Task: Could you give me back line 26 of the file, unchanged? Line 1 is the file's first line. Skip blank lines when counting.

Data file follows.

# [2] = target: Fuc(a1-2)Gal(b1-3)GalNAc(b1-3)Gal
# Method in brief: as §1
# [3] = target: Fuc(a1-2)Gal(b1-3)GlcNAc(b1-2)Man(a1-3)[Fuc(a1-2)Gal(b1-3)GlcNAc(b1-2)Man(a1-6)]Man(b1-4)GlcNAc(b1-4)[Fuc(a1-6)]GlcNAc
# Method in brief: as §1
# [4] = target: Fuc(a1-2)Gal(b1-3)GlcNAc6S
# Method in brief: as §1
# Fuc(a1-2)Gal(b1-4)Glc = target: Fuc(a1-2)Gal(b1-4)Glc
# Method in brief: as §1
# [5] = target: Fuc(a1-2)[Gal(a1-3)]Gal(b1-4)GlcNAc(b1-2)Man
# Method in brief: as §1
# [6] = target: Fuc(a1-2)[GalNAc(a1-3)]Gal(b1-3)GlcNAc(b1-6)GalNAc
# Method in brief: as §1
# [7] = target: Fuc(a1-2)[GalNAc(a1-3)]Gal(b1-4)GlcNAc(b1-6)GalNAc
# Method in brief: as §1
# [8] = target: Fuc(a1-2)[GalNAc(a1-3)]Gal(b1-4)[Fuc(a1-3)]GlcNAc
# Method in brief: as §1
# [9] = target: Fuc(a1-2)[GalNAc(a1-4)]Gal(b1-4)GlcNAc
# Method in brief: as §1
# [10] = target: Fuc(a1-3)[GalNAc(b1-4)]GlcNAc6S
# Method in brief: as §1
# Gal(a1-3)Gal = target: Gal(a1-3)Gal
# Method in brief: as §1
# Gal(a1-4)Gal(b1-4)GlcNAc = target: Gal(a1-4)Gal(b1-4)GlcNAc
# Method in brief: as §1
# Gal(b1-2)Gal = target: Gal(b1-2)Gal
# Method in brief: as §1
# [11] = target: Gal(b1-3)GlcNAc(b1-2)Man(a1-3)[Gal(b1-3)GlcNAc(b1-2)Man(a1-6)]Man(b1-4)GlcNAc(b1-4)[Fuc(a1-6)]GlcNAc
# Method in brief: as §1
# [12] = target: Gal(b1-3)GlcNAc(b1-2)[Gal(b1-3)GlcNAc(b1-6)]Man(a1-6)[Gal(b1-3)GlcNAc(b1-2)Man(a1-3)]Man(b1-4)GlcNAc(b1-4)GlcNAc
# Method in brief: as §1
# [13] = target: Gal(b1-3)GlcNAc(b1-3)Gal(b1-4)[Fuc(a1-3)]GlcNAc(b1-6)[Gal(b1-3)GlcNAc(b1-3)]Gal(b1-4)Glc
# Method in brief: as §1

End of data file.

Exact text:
# Method in brief: as §1